In The Theory of the Leisure Class, Veblen pioneers a socio-psychological study of the self's relationship to objects, setting a foundation for other work to follow (e.g. C&RH, McCracken, Davis). Drawing on his observations of the behavioral patterns of the leisure class, Veblen theorizes that the leisure class was born as a consequence of ownership, and is defined by leisure and conspicuous consumption -- consumption not for survival or necessity, but as an overt demonstration of stature and wealth. Conspicuous consumption is first and foremost an assessment signal of wealth because it is not possible to possess such quantity of valuable goods without money. However, Veblen suggests that within the high class, there is also internal struggle for differentiation, and as a result, it is not enough to simply be able to afford the quantity of valuable goods. "He is no longer simply the successful, aggressive male -- the man of strength, resource, and intrepidity. In order to avoid stultification he must also cultivate his tastes" (Veblen, 1899, p. 74). Furthermore, fashion adds a further reflexivity to the definition of the "high class" by constantly sifting out those who claim to belong to the "high class" but do not demonstrate knowledge of current fashions. Not only does consumption and possession of valuable goods serve to characterize a person's class and stature in the eyes of others, but Veblen also observes that possession and consumption themselves have a transformative effect on a person's image of self: the consumption norms of the high class "will to some extent shape [men's] habits of thought and will exercise a selective surveillance over the development of men's aptitudes and inclinations." (p. 212). Veblen's observation that objects not only signal a person's identity but also feeds back to affect a person's self-image is also seen in C&RH's echo-and-reinforce view of domestic possessions, but this thematic of material influence on identity seems to be absent from Simmel's work. I would speculate that perhaps this is so because Simmel was much more fatalistic in his view of identity, seeing the realization and articulation of the individual as a fulfillment of an apriorian promise, and casting the structuring of contents into suitable social forms as a problem of discovering truth. Despite being absent in Simmel's work, Veblen and C&RH's observation of the transformative effects of objects is nevertheless an important contribution to the understanding of identity.

Although Veblen was the first to implicate material objects and consumptive behavior as participants in identifying and structuring the self, he was only concerned with the cultural category of social class. In a more contemporary work, Culture and Consumption, McCracken examines consumption in a much broader cultural framework beyond mere social class. According to McCracken, goods and consumption are relevant to identity because they are sources of meaning out of which identity can be constructed. Rather than viewing selective consumption as largely a pejorative, wasteful, and empty habit as Veblen does, McCracken poses the consumption cycle as the contemporary cultural vehicle necessary for delivering meaning to individuals in a complex society. McCracken's theory is that meaning lives in three locations: in the culturally constituted world, in the consumer good, and in the individual. Advertising and fashion select meaning from the world and imbue goods with certain cultural and symbolic properties. By consuming these meaningful goods, their meanings are transferred onto the individual, who may exploit the meanings for her own purposes.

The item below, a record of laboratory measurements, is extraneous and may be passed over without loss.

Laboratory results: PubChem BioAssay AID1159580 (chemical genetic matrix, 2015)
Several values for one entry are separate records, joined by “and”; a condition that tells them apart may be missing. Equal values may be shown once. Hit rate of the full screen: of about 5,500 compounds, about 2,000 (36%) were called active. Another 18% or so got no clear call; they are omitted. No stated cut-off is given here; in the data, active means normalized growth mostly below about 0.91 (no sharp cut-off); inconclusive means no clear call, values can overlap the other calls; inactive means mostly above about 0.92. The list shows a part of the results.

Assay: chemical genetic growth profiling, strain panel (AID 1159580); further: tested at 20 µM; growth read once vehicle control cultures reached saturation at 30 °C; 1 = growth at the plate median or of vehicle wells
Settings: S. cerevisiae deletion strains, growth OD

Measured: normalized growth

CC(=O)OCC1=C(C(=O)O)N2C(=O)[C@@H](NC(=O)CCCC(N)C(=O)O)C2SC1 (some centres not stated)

There is a sense of empowerment of individuality in McCracken's optimistic portrayal of modern consumption. Individuals are, after all, free to choose what to consume, and presumably this "act of choice" is "an act of identity construction" (McCracken, 1991, p. 50) in which identity is recast as a willful and creative construct. Freedom of choice is a thematic for Simmel, who fears that collective individuality erodes the freedom of the individual, and who believes firmly that people possess a drive to differentiate themselves from others. As McCracken portrays it, consumption satisfies the differentiation drive by enabling an individual to express uniqueness because "goods [] have a genuinely innovative capacity ... allow[ing] individuals to take existing cultural meanings and draw them into novel configurations." (p. xv).

Echoing Simmel's spirit of "subjective culture," McCracken notes that rote consumption alone does not suffice to transfer the meaning from the goods to the individual, thus dispelling the fear that consumerism is a realization of Marx's alienation or Weber's rationalization. Instead, an individual must become acquainted with an object, find and extract meaning from that object, and certain rituals are pivotal in accomplishing this. In "exchange rituals" such as gift-giving, the giver "insinuates certain symbolic properties into the lives of a recipient." (p. 84). Through "possession rituals" such as discussing and showing off a new possession, an individual establishes the idiosyncratic person-object relation necessary for a full sense of ownership, and over the lifetime of the possession, "grooming rituals" such as manicuring an automobile " 'supercharges' the object, [which] might in turn give special heightened properties to its owner" (p. 86).